The use of interlocking edging for gardens can be an efficient way to create a clean, crisp look to the landscape. Because it can be complicated to install, laying out the landscape plan in its entirety first can make putting the edging in easier; with a little creativity, you'll find that there are a number of things you can do with the decorative edging.
Depending on the type of garden and the house that sits in the middle of the landscaping, there may be several different options for the type of interlocking garden edging. Bricks come in all different shapes, sizes and colours and can easily be used to build a low, interlocking wall. Stone and faux stone can be used similarly and can be effective in retaining both the benefits of edging and a natural look. Wood edging can also keep a natural feel to the garden. Strip edging, usually made of some kind of plastic or rubber, is the most utilitarian looking but can usually be buried in the ground to minimise its appearance. For a Southwestern appeal, terracotta tiles can be set into an interlocking pattern and for a European look there are a number of short, wrought-iron fencing pieces that simply snap together to create a border.
There's some digging required for the installation of most types of interlocking edging. For brick and stone, the ground must be dug out and levelled off along the line where the edging will be installed; simply laying the edging on top of the ground will result in an uneven, messy appearance. Thinner types of edging can also require some digging; if the ground is soft enough, interlocking edging such as the iron fencing can be snapped together and hammered into the ground if the posts are attached to the pieces of fence or secured with spikes. In some cases these types may not be as sturdy, which can be a consideration especially if children or pets frequent the area.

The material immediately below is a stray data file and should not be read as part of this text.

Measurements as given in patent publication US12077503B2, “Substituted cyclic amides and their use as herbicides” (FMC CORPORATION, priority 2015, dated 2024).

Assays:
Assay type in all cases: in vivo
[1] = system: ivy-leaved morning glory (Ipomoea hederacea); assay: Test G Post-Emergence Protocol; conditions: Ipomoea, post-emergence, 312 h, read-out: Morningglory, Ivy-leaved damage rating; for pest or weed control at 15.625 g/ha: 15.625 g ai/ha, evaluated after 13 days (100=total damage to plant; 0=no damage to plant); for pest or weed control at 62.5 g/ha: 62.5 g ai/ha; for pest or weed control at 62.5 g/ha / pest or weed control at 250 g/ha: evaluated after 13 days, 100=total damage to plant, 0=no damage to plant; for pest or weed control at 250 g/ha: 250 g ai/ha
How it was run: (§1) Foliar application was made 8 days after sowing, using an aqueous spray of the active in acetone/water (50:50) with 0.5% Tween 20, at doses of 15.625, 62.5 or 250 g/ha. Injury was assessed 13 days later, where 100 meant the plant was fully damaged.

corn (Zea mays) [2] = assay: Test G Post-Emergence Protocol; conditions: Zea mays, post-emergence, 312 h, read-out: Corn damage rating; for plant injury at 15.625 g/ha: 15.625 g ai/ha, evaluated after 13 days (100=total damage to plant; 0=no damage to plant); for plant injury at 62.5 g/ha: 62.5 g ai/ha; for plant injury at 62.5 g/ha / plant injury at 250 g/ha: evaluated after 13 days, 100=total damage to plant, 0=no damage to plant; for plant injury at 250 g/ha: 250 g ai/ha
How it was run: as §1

Interlocking edging might take some time to install, but it will keep the edges of the landscape design looking crisp and clean. It can prevent mulch and stone from spilling into the yard and at the same time it will help to provide a guide for mowing, ensuring that the border between the lawn and the landscaping doesn't move. It can also present a noticeable and distinct border for children and pets who are trained to stay out of certain areas of the yard.
Interlocking edging will be more stable than individual pieces. This can be of vital importance in areas of the lawn that are subject to winds or rains that might otherwise dislodge a single piece of border.
Interlocking garden edging can certainly be used around flower beds and vegetable gardens, but it can also be used to accent paths and sidewalks or around individual trees. Some of the taller fencing may be successful in discouraging pets from getting into water features or it can be placed around backyard feature pieces such as statuary. Set another layer inside and above the first layer of edging to create a step effect, which can further accent pieces throughout the garden.